Social media trends change at the speed of human behavior.
It’s not just users driving the change, it’s the platforms, themselves, how they’re designed, and the kinds of content the platforms intentionally prioritize.
All of this rolled together are the “trends” that marketers and businesses are always chasing to reach their customers where they live in the social space.
But what does all this mean if you’re a small business? Especially one in the Intermountain West, where our largest cities are hardly a national market? How does a small business decide which social media trends to follow – and which to ignore?
Well, let’s start with the trends. (And keep in mind, anytime you read about a social “trend,” it’s a global trend. These platforms aggregate all their data – not just the people in Billings or Cheyenne or Spokane. A “trend” shows you the whole world.)
Digital “communities” in the social space have never been stronger. They evolve the way any community evolves: Like-minded people find each other. But the digital environment is inherently engineered. They find each through hash tags. They find each other through the kinds of content they seek out through a platform search and the words other users define in advance to describe themselves. Twitter is pushing this concept even harder by testing a new feature called “Communities.” Digital communities are a way that people put themselves in groups – and marketers are using these groups to put themselves in front of the right people.
What does this mean for you? First, feel good about the real community you’ve made. Digital communities are a great place to put an ad, but for organic social, you might have something better: A real community that interacts with you and creates memories with you in real life. When you’re ready to advertise and hire an ad agency – and we’re not just saying this because we ARE an ad agency – know communities that might like what you have to offer already exist and an ad agency will find them. In the meantime, continue to engage your real-life community with the proven ways that have trended in social media for years: Post frequently enough to be on people’s minds and to feel like a part of their lives. Invite friends to build up your social presence. Share what you do best – which is why your business exists in the first place.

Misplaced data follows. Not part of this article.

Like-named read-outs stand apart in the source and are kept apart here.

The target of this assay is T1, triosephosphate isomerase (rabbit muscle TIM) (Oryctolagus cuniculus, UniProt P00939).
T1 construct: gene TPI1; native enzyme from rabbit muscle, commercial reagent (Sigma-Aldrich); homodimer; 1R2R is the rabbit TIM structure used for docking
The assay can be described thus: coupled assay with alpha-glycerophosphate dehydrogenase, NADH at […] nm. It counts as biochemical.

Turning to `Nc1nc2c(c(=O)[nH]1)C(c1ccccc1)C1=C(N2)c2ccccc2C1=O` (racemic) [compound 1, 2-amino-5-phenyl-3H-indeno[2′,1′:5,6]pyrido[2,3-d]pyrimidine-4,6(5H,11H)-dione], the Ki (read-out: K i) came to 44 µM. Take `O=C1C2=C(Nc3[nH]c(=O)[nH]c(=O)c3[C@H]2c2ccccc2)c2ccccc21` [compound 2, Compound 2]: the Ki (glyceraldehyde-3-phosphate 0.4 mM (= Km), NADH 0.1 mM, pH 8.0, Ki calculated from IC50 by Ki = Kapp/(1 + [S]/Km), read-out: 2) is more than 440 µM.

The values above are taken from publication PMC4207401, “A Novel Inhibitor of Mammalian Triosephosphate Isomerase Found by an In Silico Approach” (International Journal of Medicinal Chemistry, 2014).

ANOTHER SOCIAL MEDIA TREND? PROMOTIONAL CONTENT THAT STANDS OUT. BY BLENDING IN.
Even when you pay for people to look at your content – an ad, really – if it’s not content people want to see, it doesn’t penetrate. Businesses are adapting by building ads that look and feel like native content. You’ve almost certainly seen this. If a platform is emotional, the content will mimic that emotion. If the culture of the platform is funny, you’ll often see it in the ads placed there.
Should you make content that matches the mood of the platform? Well, yes. But know that Montana and the Intermountain West are not exactly like the whole world. Facebook is the dominant platform here and the emotional climate of Facebook is more diverse. People seeing your organic content are people who already like your page – and you. It’s most important to show something credible and give them an authentic emotion. You’ve got more of that emotion than anyone else. It’s the way you feel at the end of a great day at the business you made. Give them that.
EMERGING NEW PLATFORMS
TikTok and Instagram are hardly new, but they are coming to dominate. TikTok just cracked a billion users and Instagram is the dominant platform among certain age groups.
Should you get on TikTok? This is a question we can’t answer in a blog post. Being credible and pushing your identity on a new social channel is work. You’ll need to balance the benefit of the new platform against what you can realistically do. Broadly speaking, yes. You should be on emerging platforms. But TikTok involves building a new digital editing skill set in order to be credible. If you don’t think you can do that, you might be better off staying off the platform.
Bottom line, remember that organic social marketing is a long-term relationship. Like any relationship, what you show people is what they think you are. The more opportunities you give people to get to know you, the more they will feel like they do. Every post you make is another line in your conversation with your customers.